The Chapati Movement

In 2016, Dennis Itumbi, the chief Jubilee online spin doctor, also known as the director of Digital communication, brought to our attention, the chapati movement when he joined a group of volunteers, to distribute hot chapos off the pan to feed tens of street kids in Nairobi. With Itumbi in the mix, it came across as a publicity stunt lording the idea of his charitable side on his birthday. Kenyans On Twitter (KOT) were not impressed. However, the chapati movement is more than another of those annoying Jubilee publicity stunts.

About a century ago, way before the arrival of the Lunatic express, a curious incident occurred in India, in 1857. A British magistrate, Mark Thornhill, after some investigations discovered that chapatis were travelling up to 300 kilometres across India. This bizarre distribution of chapatis set off the panic buttons in the British ranks.

The rapid movement of chapatis from hand to hand, village to village had all the markings of a conspiracy and a rebellion. Police runners would bake and hand over the chapatis to their colleagues who in turn would keep the chain going. The chapati moved from village to village with the sort of efficiency that in this day would be termed as viral.

The British panicked and were gripped with fear of a revolt and it was compounded by the fact that sharing chapatis was not a crime under the imperial law.

Historians would document this episode as the chapati movement that preceded the uprising of 1857. In hindsight, the chapati served as a symbol of agitation and it set off the momentum for what was intended to be an elaborate mutiny against the British occupation.

It is funny to think that the innocent chapati was once a dreaded symbol of resistance and psychological warfare against British independence and a fundamental part of the Indian rebellion to colonial rule in 1857.

I found myself thinking about the agency that constituted the chapati chain letter in India as I took a hair cut in Nairobi. As I leaned back, getting my shave, I observed the activities happening across from the barber shop. There is a kibanda across from the barbers where I go to shave on occasion.

My attention was drawn to a man who I gather spends his day rolling and making chapatis. There was a huge stack of freshly made chapatis on a table in front of the smoke filled kibanda. I estimated that he made about a 100 chapatis a day. The barber said that he had noticed that the guy did not sweat. Standing around the heat all day must dehydrate him completely. A newspaper vendor, suggested that milk is what he needed to counter the effects of a heat stroke and a customer added that two packets was the magic number.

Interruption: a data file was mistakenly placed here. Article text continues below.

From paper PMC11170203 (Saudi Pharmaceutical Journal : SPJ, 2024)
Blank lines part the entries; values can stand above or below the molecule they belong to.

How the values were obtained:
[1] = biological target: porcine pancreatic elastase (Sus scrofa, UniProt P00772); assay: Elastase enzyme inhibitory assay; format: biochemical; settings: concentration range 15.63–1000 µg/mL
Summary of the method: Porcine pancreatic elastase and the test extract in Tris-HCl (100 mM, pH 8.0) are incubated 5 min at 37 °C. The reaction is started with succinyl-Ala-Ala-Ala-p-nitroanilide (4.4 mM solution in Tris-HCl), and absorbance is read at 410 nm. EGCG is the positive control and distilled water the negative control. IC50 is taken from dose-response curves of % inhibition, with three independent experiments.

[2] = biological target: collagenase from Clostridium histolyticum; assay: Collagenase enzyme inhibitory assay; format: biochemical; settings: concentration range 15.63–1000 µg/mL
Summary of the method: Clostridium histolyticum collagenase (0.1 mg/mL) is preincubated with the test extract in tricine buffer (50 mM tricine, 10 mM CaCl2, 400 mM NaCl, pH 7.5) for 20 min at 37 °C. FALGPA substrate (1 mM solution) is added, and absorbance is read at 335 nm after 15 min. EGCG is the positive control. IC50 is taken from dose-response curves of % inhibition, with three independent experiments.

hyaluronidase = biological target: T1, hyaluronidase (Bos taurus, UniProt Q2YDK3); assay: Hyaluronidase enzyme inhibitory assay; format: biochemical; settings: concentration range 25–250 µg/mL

The barber shop is situated in the Westlands public market which is more of a hovel when contrasted with the swanky Westlands surroundings. The upmarket Sankara hotel is a few metres away, across the road, Sarit centre, a mere stone’s throw away and the iconic Westlands Mall around the back. Yet in all these eating establishments in Westlands, from high to low, the one common food, is the chapati.

One packet of wheat flour, unga ya ngano, can make anything from between 18 to 22 chapatis. It depends on who you ask. A packet retails at kshs 115 and it is cheaper than a packet of maize flour by almost 20 shillings. So chapati is replacing ugali at least as the urban staple.

The advantage of chapatis is obvious. Chapatis are readily available, widely distributed and convenient. They preserve well and go with just about any accompaniment. From stews to tea and soda.

In the simple chapati is a coded knowledge of social development in Kenya.

From the turn of the 19 century to the dawn of independence, maize was the status food, introduced by the British as a cheap food source for African farm labourers. With urbanisation and the introduction of wage labour and later mechanised mills, maize overtook millet and sorghum as the preferred food of the emerging elite who found it whiter and more aspirational. It was considered sweeter and doubled up as a cash crop.

In my home county of Siaya, celebrated historian E.S. Atieno Odhiambo would argue, in his book, Siaya: The Historical Anthropology of an African landscape, that the introduction of maize in the texture of Siaya life was a mode of westernisation. Maize meal was known as kuon ongere, the white man’s ugali eaten by those who went to school.

By my formative years, in the 70s and 80s, maize had been demoted to common fare and the status food was chapatti and rice. Wives were praised for their chapatti making skills. Chapatis were a delicacy, only served during Christmas and at highbrow weddings. Nowadays, it is wives who can spin a solid ugali that get the props.

In the last 20 years or so the chapatti movement has grown. Presently it is Kenya’s preferred fast food, more readily available than chips and only rivalled by bread.

These are new foods that date back to less than 50 years and the spread of the chapati movement is telling.

The chapati is at the heart of a new social identity, a luxury food that went mainstream and became a movement that has broken through the social stratification and is now a symbol of equality.

If the humble chapati tells us one thing it is that we are eating ourselves into a new social identity.

Picture courtesy;


Oyunga Pala is a Kenyan writer, curator and editor. This blog examines the texture of everyday Kenyan and African life and the challenges of modernity and disillusion. The writings commonly feature the struggle of the Kenyan male to maintain integrity in contemporary society.

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